My 12 Buckets Experience
G’day! I am Kelvin Ramdhun and am currently in my last semester at The University of Western Australia studying Marketing and Finance. My journey at 12 Buckets initially started through an internship program called the McCusker Centre for Citizenship at UWA.
McCusker Centre for Citizenship collaborates with students and “the broader UWA community, not-for-profit, community, government and business organisations to make a difference in our communities locally, nationally and globally.” Students are matched with an organisation and must then complete 100 hours of voluntary work there. I first heard about this program last year through my friend who had just completed an internship. It may be challenging to find work during university, but this program enables students to gain work experience in Australia while also being socially engaged.
Due to its high demand, the enrollment process for the McCusker Centre for Citizenship was far more complex than other units at UWA. Students must complete a form describing their motives in joining the program and submit their CV. They are then selected by the staff and are matched with an organisation.
I got offered the opportunity to be a Marketing and Communications Intern at 12 Buckets. Being in my field of study, this position proved to be very insightful for me. As you might already know, university courses do not give students a real world experience. McCusker closes this gap where interns learn within the work environment. This allowed me to apply what I have learnt in my university units and broaden my marketing skills. Sarah, my supervisor was also very supportive and gave me very specific tips in tailoring social media posts, using marketing analytics and improving my creativity.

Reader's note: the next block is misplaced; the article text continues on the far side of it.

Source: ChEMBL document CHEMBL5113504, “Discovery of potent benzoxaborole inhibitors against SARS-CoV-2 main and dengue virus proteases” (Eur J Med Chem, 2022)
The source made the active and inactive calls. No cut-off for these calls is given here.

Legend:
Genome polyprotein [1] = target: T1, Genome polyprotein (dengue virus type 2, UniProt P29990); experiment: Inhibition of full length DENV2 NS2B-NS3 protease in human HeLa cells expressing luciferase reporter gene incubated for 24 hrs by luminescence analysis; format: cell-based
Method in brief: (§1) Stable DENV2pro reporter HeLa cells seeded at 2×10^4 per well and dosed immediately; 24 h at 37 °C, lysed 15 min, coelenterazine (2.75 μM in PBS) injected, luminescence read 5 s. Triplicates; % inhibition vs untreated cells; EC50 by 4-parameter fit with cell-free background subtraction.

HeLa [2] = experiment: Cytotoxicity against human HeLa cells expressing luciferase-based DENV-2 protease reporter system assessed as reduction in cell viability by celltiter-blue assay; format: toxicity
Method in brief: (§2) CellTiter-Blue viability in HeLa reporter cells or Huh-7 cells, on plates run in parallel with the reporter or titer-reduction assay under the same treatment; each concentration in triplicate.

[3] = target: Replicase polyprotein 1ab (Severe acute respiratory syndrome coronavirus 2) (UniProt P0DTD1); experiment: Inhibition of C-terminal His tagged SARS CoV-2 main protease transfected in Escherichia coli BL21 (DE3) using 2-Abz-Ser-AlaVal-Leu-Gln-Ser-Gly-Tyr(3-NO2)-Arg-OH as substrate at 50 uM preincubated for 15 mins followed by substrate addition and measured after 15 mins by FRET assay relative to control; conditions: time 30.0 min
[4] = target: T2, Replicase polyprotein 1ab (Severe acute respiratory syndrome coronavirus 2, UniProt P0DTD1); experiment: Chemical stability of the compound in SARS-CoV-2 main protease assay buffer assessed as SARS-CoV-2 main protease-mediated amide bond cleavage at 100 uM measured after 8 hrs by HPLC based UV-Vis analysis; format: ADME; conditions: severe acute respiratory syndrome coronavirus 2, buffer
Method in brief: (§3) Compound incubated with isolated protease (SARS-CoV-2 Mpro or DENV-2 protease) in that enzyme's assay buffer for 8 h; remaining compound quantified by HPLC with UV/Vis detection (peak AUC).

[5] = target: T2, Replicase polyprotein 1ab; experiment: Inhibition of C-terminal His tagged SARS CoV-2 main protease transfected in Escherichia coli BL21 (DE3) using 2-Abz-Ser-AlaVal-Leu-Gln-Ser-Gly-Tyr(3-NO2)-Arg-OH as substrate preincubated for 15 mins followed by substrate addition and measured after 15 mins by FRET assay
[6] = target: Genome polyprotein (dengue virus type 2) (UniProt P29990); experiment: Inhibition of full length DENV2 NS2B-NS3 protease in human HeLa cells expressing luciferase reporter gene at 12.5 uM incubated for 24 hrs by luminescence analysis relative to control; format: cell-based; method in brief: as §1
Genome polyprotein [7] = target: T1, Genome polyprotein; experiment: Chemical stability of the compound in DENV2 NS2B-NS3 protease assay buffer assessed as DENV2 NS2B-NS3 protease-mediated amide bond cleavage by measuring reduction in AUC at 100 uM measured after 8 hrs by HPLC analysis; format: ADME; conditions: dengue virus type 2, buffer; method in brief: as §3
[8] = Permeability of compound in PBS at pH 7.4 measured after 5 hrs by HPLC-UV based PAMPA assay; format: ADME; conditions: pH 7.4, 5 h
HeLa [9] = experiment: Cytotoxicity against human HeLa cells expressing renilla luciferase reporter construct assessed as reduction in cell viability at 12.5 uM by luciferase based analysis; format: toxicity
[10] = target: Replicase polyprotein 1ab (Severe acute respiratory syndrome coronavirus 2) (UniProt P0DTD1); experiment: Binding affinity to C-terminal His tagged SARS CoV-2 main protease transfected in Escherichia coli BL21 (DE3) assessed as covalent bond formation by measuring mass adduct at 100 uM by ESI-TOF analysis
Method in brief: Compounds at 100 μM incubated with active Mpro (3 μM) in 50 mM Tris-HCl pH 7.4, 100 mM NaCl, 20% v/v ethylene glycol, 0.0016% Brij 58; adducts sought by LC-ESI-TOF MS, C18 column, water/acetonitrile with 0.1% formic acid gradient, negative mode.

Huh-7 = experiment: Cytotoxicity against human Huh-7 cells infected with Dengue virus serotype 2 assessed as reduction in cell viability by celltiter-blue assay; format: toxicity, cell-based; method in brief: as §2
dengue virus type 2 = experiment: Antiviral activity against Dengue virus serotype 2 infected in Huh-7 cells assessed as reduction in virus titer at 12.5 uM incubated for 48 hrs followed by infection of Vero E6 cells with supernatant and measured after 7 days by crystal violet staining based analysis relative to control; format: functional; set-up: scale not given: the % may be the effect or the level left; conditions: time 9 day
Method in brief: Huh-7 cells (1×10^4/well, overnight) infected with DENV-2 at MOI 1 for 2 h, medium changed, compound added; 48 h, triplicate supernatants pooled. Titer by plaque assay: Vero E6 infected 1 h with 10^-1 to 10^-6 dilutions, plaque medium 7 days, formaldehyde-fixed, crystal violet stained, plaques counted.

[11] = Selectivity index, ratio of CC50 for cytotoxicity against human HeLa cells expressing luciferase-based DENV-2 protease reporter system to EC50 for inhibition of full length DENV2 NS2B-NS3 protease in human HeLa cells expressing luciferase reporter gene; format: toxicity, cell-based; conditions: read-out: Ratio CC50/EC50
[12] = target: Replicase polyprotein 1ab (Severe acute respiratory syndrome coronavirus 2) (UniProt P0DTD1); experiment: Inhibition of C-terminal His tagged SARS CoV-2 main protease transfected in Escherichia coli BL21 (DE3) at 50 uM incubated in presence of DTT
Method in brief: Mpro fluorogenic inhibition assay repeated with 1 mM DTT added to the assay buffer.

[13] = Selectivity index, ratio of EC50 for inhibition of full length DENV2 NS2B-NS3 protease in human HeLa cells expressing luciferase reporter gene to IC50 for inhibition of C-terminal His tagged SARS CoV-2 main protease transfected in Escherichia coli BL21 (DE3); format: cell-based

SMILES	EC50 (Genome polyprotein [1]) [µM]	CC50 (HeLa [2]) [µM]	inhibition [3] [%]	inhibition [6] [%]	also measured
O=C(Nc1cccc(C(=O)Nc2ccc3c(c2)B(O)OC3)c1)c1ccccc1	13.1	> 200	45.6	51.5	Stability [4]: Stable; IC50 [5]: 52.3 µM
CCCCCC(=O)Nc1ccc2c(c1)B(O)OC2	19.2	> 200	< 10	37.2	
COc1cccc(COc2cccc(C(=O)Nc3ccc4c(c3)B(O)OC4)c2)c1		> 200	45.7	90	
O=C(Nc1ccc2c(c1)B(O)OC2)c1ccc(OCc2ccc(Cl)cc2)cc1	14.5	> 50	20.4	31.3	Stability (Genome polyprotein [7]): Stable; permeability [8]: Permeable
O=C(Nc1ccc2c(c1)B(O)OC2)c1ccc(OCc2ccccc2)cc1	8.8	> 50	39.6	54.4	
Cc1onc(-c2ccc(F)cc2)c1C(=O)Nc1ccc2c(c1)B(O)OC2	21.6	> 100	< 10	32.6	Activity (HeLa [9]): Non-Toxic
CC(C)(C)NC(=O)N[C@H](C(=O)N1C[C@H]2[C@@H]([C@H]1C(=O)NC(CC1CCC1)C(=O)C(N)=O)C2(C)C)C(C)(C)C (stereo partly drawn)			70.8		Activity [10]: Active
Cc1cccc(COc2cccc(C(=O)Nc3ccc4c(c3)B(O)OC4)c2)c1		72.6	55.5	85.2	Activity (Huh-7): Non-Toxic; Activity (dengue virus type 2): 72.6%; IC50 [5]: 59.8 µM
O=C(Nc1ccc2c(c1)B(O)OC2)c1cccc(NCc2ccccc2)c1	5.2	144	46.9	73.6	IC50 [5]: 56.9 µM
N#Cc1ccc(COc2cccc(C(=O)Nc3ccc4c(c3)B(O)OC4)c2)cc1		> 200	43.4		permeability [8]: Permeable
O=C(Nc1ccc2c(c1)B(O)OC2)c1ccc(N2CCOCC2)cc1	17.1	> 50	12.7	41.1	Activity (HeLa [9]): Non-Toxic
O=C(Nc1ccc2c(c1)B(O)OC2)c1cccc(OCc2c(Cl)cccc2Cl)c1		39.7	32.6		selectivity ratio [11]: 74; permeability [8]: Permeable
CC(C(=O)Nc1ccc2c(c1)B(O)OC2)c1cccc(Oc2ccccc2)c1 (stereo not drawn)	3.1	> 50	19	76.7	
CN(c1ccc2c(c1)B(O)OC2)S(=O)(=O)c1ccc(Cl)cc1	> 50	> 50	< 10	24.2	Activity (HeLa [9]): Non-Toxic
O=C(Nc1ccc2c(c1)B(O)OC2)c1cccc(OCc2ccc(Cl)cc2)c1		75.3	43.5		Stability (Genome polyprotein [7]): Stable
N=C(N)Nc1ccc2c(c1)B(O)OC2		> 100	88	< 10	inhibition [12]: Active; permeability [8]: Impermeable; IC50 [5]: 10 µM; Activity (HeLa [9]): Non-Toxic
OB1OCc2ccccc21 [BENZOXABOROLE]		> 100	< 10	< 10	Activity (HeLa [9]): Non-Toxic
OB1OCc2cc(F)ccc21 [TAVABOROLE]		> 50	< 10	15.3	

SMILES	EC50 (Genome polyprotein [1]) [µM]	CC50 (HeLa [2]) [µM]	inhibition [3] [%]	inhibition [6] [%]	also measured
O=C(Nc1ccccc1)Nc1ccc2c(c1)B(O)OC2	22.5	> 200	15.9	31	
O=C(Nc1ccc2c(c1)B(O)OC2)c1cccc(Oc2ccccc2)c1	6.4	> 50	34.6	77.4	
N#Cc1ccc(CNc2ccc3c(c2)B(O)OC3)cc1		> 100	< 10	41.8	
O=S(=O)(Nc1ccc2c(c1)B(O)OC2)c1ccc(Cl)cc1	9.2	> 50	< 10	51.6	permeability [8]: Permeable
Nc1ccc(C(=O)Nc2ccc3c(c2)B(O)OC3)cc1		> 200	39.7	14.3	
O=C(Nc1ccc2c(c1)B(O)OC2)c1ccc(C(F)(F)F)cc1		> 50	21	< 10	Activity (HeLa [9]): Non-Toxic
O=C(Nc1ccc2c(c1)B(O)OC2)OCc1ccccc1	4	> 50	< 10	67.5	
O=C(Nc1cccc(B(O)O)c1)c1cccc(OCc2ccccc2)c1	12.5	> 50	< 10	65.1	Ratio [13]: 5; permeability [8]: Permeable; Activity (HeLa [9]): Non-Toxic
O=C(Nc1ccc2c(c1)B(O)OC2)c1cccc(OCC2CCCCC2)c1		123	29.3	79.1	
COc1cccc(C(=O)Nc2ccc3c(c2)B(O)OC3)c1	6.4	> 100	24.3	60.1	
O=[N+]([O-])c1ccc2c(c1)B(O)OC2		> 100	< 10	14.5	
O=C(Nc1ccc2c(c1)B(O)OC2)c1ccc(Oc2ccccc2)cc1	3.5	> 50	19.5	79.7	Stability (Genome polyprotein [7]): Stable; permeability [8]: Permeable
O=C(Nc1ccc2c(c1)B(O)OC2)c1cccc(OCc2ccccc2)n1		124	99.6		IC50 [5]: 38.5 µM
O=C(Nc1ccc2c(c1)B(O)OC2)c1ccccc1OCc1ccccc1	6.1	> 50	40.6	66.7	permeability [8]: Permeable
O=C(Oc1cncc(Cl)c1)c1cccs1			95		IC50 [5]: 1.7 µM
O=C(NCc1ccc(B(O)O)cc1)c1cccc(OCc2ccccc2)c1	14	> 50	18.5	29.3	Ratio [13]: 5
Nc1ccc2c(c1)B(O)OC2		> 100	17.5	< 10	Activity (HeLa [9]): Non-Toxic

Being part of the 12 Buckets team was a very enriching experience. This organisation is doing amazing work, helping local children to flourish regardless of their backgrounds and circumstances. I have witnessed inequality in my home country, Mauritius, but was not aware that there were students experiencing such challenges in Perth. I am grateful to be able to study in Australia, and the least I could do was to give back to the community. It always feels nice to hear from the volunteer mentors about how their students are making significant progress and enjoying 12 Buckets.
My wish is that more people hear about 12 Buckets and help to positively change a child’s life. There are children on the waiting list for the mentoring program, and they all deserve to receive this form of support. I hope that more people from university get involved and volunteer with 12 Buckets.
Children are the future, let’s get together and shape a better future for our world. Please consider volunteering as a mentor or donating to help them.
This experience has given me more than any paid position potentially could have at this time in my career journey.
Thank you for reading.